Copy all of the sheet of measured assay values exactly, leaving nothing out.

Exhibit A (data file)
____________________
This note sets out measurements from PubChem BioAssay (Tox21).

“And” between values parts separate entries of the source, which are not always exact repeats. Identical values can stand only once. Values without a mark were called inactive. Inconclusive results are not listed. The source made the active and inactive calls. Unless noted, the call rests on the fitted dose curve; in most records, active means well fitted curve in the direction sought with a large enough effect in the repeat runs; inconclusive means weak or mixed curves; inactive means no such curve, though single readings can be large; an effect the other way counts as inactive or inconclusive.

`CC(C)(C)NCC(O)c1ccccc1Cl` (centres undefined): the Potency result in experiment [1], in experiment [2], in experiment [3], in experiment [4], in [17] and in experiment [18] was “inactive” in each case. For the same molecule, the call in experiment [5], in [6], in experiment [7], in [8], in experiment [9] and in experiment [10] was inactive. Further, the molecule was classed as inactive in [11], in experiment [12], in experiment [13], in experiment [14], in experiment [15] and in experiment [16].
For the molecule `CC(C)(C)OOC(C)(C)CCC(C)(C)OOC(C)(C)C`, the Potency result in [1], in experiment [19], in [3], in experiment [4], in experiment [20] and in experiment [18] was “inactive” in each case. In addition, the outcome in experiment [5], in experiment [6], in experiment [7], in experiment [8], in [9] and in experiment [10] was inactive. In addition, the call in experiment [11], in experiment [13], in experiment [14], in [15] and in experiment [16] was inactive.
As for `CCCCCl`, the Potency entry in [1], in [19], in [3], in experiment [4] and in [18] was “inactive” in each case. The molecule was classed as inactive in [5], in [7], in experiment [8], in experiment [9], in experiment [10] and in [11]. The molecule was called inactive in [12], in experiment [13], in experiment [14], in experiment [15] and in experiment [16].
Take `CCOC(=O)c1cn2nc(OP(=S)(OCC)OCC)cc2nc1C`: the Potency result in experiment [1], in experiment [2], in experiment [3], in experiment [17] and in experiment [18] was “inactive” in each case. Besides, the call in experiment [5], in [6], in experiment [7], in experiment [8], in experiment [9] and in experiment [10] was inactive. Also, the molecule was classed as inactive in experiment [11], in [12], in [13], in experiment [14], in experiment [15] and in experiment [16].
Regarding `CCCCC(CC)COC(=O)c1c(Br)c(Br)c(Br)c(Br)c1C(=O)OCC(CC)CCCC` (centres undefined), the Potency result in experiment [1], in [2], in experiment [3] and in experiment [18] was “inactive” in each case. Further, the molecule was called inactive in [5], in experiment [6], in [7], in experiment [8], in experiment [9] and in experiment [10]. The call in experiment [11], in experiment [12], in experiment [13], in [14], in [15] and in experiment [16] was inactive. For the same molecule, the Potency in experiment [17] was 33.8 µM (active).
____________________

This note sets out measurements from PubChem BioAssay (Tox21).

“And” between values parts separate entries of the source, which are not always exact repeats. Identical values can stand only once. Values without a mark were called inactive. Inconclusive results are not listed. The source made the active and inactive calls. Unless noted, the call rests on the fitted dose curve; in most records, active means well fitted curve in the direction sought with a large enough effect in the repeat runs; inconclusive means weak or mixed curves; inactive means no such curve, though single readings can be large; an effect the other way counts as inactive or inconclusive.

`CC(C)(C)NCC(O)c1ccccc1Cl` (centres undefined): the Potency result in experiment [1], in experiment [2], in experiment [3], in experiment [4], in [17] and in experiment [18] was “inactive” in each case. For the same molecule, the call in experiment [5], in [6], in experiment [7], in [8], in experiment [9] and in experiment [10] was inactive. Further, the molecule was classed as inactive in [11], in experiment [12], in experiment [13], in experiment [14], in experiment [15] and in experiment [16].
For the molecule `CC(C)(C)OOC(C)(C)CCC(C)(C)OOC(C)(C)C`, the Potency result in [1], in experiment [19], in [3], in experiment [4], in experiment [20] and in experiment [18] was “inactive” in each case. In addition, the outcome in experiment [5], in experiment [6], in experiment [7], in experiment [8], in [9] and in experiment [10] was inactive. In addition, the call in experiment [11], in experiment [13], in experiment [14], in [15] and in experiment [16] was inactive.
As for `CCCCCl`, the Potency entry in [1], in [19], in [3], in experiment [4] and in [18] was “inactive” in each case. The molecule was classed as inactive in [5], in [7], in experiment [8], in experiment [9], in experiment [10] and in [11]. The molecule was called inactive in [12], in experiment [13], in experiment [14], in experiment [15] and in experiment [16].
Take `CCOC(=O)c1cn2nc(OP(=S)(OCC)OCC)cc2nc1C`: the Potency result in experiment [1], in experiment [2], in experiment [3], in experiment [17] and in experiment [18] was “inactive” in each case. Besides, the call in experiment [5], in [6], in experiment [7], in experiment [8], in experiment [9] and in experiment [10] was inactive. Also, the molecule was classed as inactive in experiment [11], in [12], in [13], in experiment [14], in experiment [15] and in experiment [16].
Regarding `CCCCC(CC)COC(=O)c1c(Br)c(Br)c(Br)c(Br)c1C(=O)OCC(CC)CCCC` (centres undefined), the Potency result in experiment [1], in [2], in experiment [3] and in experiment [18] was “inactive” in each case. Further, the molecule was called inactive in [5], in experiment [6], in [7], in experiment [8], in experiment [9] and in experiment [10]. The call in experiment [11], in experiment [12], in experiment [13], in [14], in [15] and in experiment [16] was inactive. For the same molecule, the Potency in experiment [17] was 33.8 µM (active).